# Dilution calculator

Here is a small tool for diluting liquids to get a result having a desired strength.

NB! Keep in mind that by definition 1L of water = 1kg of water, and that when cooking on a home scale this can be assumed to hold true for many other liquids that are mostly water, such as milk.

## Examples

### Diluting vinegar

Say that you want to use 150 ml of vinegar that has a strength of 10% (acid) for a recipe. But you only have vinegar that is 30% strong, and need to dilute it using water (which has a strength of 0%). Then in the form above you can fill inn

- Desired total amount: 150
- Final concentration: 10
- First thing you want to mix - Concentration: 30
- Other thing you want to mix - Concentration: 0

After pressing the Figure out amounts needed

button, the form will be updated, and in the Amount

field for the 30% vinegar you will see that you need 50 ml of it, while you have to add 100ml of the 0% water.

### Using butter and milk to get liquid with same fat percentage as cream

Another example could be that you are short on cream for a recipe, but you have butter. You know that you need 250 grams of cream, and that it should be 20% fat. Say that the butter you have is 82% fat, and you also have some 3.5% fat milk. Then, in the calculator above you can fill in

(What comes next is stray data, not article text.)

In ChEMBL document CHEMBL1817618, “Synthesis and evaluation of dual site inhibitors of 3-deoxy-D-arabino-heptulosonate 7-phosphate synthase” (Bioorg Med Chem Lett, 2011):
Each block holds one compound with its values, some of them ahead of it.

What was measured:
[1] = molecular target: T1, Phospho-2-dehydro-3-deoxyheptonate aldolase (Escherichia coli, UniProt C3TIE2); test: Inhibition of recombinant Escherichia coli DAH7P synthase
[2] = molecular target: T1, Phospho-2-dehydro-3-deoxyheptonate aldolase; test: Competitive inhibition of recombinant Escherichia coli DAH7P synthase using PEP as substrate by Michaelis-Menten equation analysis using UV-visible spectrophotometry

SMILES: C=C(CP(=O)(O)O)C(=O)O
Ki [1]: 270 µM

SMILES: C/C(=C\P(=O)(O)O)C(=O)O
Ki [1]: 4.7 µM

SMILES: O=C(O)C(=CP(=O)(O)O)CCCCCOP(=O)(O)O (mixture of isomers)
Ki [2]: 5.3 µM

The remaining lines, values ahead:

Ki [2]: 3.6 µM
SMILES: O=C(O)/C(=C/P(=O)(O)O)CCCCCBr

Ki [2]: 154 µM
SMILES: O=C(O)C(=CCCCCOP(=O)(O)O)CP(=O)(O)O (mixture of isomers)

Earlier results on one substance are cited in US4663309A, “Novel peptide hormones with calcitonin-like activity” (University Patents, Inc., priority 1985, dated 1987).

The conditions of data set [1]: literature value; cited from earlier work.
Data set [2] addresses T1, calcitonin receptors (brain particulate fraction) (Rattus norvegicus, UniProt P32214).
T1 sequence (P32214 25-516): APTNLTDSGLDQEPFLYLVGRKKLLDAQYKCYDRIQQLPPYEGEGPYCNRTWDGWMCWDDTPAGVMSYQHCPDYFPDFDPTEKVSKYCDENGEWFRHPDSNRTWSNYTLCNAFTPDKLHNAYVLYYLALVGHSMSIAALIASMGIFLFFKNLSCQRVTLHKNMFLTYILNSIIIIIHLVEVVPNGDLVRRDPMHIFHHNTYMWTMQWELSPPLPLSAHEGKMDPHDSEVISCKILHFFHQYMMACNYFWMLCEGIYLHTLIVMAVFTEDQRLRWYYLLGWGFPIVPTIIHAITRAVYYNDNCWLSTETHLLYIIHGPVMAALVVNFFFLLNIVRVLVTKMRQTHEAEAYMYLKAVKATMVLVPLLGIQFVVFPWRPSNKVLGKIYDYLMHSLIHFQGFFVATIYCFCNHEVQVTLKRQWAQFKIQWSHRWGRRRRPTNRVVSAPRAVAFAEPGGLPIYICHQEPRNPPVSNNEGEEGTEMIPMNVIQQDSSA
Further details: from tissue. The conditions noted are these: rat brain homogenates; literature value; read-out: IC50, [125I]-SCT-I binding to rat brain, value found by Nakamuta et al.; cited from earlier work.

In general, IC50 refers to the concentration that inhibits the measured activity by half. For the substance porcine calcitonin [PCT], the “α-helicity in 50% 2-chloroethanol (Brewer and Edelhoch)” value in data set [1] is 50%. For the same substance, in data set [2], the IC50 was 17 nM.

- Desired total amount: 250
- Final concentration: 20
- First thing you want to mix - Concentration: 3.5
- Other thing you want to mix - Concentration: 82

After pressing the Figure out amounts needed

button, the form will be updated, and in the Amount

field for the 3.5% milk you will see that you need 197.45 grams of it, while you have to add 52.55 grams of the 82% butter.

## Notes

Important things to note about the utility:

- The units used for amount and concentration can be anything, it still works out the same. That is, it doesn't matter if the concentration is in grams per liter or percent, or if the amount is in grams, liters, etc.
- The amounts have to be of a consistent type. If your total desired amount is in milliliters, the suplied amounts have to be milliliters.
- The concentrations have to be of a consistent type. If you are using percent for the concentration, all the concentration fields have to be in percent.
- The tool rounds off the amounts, to two decimal places.

## The math behind it

Heres is an overview of the assumptions behind the tool and how it works. It is based on the following assumption:

Amount 1 * Concentration 1 + Amount 2 * Concentration 2 = Target Amount * Final Concentration

Or, for short

a1 * c1 + a2 * c2 = at * cf

Using the property that we expect the amounts to add up, that is a1 + a2 = at

, we can find the amounts we need to add together to get the final result. We must known the concentrations, and when we do we can figure out the amounts like this:

- a1 * c1 + a2 * c2 = at * cf
- a1 * c1 + (at - a1) * c2 = at * cf
- a1 * c1 - a1 * c2 + at * c2 = at * cf
- a1 * (c1 - c2) = at * (cf - c2)
- a1 = at * (cf - c2) / (c1 - c2)

Upon closer inspection, we can see that the last expression only relies on the final amount we want to be left with, and the concentrations. Therefore, for the cases where we rely on order, or if we want to compute the amounts simultaneously, we can similairly express the other amount as a2 = at * (cf - c1) / (c2 - c1)

.